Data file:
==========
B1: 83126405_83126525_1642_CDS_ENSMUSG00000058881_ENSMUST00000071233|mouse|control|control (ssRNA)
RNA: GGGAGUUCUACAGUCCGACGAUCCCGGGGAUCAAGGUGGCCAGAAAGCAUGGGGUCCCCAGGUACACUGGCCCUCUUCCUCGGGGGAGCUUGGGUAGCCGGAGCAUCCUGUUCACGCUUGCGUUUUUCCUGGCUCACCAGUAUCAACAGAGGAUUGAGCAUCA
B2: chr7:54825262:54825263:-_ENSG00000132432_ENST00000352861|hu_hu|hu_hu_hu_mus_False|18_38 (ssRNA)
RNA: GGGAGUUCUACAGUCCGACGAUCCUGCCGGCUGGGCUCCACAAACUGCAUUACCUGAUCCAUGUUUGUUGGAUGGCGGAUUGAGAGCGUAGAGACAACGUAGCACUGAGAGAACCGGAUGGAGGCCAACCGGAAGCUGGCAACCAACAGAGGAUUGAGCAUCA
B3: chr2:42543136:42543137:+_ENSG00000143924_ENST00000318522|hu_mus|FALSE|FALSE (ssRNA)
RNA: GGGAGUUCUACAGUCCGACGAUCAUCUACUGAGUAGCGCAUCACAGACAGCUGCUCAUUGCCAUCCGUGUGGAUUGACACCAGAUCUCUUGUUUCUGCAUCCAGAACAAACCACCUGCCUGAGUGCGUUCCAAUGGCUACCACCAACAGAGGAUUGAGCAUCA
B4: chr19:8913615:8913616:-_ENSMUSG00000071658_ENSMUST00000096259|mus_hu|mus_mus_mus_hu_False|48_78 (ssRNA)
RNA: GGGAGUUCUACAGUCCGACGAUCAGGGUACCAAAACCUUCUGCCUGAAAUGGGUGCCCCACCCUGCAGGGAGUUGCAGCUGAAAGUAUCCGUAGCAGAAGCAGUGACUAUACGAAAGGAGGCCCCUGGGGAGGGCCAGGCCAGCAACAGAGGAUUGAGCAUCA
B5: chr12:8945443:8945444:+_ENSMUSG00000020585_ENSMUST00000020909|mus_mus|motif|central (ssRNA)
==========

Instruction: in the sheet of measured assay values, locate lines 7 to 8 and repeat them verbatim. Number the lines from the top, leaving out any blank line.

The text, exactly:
B4: chr19:8913615:8913616:-_ENSMUSG00000071658_ENSMUST00000096259|mus_hu|mus_mus_mus_hu_False|48_78 (ssRNA)
RNA: GGGAGUUCUACAGUCCGACGAUCAGGGUACCAAAACCUUCUGCCUGAAAUGGGUGCCCCACCCUGCAGGGAGUUGCAGCUGAAAGUAUCCGUAGCAGAAGCAGUGACUAUACGAAAGGAGGCCCCUGGGGAGGGCCAGGCCAGCAACAGAGGAUUGAGCAUCA